VIDEO PODCAST: John Dante Prevedini leads a discussion about Youth Involvement in Classical Music - this specially extended illustrated feature includes contributions from Christopher Morley, Gerald Fenech, Halida Dinova, Patricia Spencer and Roderic Dunnett.
Danish composer Ib Nørholm was born in Søborg on 24 January 1931. He played the piano from the age of nine and the organ from thirteen. He studied at the Royal Danish Academy of Music with Vagn Holmboe, Finn Høffding, Niels Viggo Bentzon and Bjørn Hjelmborg, writing music which can be categorised into roughly four periods: Nordic lyrical, serialism/graphic music, 'the new simplicity' and 'integrated bitonality'.
He wrote the operas The Young Park and Invitation to a Beheading, a violin concerto, a cello concerto, plus choral music, chamber music, songs and solo instrumental music. He is also well-known for his thirteen symphonies and his Idylles d'Apocalypse for his own instrument, the organ, and orchestra, as one of the greatest twentieth century Danish composers for orchestra.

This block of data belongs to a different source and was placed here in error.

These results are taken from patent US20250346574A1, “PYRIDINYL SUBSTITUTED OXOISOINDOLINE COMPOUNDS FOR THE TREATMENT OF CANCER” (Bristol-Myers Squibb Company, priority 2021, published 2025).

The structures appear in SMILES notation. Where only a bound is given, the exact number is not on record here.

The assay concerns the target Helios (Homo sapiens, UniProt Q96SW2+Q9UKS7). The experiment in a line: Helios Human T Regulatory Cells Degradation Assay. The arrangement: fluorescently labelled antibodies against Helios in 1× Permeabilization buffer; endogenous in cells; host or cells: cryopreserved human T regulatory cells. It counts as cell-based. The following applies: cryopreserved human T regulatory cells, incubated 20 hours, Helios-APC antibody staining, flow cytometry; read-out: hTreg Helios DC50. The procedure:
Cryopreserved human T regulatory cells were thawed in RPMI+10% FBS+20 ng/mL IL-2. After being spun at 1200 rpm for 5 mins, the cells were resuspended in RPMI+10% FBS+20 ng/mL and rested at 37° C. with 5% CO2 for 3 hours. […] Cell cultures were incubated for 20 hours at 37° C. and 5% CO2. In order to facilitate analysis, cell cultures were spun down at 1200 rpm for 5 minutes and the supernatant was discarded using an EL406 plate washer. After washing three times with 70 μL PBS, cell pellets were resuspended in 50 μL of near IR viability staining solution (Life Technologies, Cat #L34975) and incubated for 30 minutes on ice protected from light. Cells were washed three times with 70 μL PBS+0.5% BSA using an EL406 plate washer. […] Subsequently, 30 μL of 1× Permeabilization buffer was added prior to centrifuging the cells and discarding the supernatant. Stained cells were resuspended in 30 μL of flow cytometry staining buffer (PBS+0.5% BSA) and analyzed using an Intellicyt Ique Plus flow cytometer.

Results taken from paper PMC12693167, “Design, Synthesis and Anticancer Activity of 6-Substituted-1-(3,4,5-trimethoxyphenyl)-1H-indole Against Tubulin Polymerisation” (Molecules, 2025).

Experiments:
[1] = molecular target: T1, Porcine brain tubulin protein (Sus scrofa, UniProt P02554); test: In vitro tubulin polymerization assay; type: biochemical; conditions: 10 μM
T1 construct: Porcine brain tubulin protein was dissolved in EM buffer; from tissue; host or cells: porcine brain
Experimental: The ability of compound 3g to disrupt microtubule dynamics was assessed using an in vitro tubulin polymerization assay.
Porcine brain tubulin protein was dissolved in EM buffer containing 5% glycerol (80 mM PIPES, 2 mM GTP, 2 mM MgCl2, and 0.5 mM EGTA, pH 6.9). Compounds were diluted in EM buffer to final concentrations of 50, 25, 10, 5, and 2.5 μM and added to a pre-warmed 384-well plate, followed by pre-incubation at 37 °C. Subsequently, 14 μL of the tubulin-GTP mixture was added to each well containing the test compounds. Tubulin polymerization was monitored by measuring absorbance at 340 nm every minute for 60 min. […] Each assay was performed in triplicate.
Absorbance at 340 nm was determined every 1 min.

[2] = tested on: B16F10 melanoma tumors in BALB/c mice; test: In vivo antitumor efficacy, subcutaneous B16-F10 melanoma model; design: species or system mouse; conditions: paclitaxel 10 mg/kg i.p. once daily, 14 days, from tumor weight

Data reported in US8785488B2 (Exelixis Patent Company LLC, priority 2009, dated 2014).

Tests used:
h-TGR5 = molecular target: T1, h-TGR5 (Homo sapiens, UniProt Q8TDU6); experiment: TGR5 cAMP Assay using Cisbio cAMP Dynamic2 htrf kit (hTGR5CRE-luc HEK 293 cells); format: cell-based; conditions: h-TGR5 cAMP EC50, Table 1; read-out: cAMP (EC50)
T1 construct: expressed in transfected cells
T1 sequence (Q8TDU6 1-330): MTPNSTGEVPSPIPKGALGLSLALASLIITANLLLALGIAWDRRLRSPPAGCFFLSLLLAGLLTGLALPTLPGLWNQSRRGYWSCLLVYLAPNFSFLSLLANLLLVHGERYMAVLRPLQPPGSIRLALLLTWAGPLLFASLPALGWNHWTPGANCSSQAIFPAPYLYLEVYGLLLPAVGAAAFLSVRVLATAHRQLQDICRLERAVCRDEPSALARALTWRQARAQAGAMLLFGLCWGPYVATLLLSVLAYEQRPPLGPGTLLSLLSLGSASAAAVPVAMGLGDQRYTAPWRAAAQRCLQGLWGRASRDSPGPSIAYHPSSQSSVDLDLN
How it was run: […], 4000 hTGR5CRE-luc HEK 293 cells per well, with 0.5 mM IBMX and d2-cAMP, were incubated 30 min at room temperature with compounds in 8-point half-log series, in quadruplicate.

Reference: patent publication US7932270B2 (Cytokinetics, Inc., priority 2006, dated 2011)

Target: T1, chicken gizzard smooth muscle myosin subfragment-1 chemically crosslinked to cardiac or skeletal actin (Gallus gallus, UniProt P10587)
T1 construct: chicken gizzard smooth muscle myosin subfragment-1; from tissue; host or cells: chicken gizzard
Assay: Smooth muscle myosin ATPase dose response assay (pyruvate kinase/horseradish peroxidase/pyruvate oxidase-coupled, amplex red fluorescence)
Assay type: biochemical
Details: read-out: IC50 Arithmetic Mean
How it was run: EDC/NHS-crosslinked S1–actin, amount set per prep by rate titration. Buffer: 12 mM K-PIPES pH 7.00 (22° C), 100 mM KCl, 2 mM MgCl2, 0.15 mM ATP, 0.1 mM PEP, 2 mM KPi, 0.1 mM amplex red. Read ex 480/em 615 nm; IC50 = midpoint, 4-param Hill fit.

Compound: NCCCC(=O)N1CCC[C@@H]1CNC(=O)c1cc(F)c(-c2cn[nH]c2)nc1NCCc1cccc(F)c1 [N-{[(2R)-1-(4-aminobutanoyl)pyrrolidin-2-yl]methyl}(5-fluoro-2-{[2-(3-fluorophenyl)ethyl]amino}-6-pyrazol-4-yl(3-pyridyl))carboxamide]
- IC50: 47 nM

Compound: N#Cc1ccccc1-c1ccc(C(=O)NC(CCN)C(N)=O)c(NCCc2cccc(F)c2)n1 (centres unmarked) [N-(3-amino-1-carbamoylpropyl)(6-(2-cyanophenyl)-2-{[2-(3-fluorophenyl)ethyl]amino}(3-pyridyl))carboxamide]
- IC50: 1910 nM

He won the 1964 Gaudeamus International Composers Award and the 1971 Carl Nielsen Prize. From 1973 until 1978 he was head of the Danish ISCM Committee.
Teaching at the Carl Nielsen Academy of Music in Odense from 1965, and as a professor and head of the composing course at the Royal Danish Academy of Music from 1981 until his retirement in 2000, he taught several generations of Danish composers.
Ib Nørholm died on 10 June 2019, aged eighty-eight.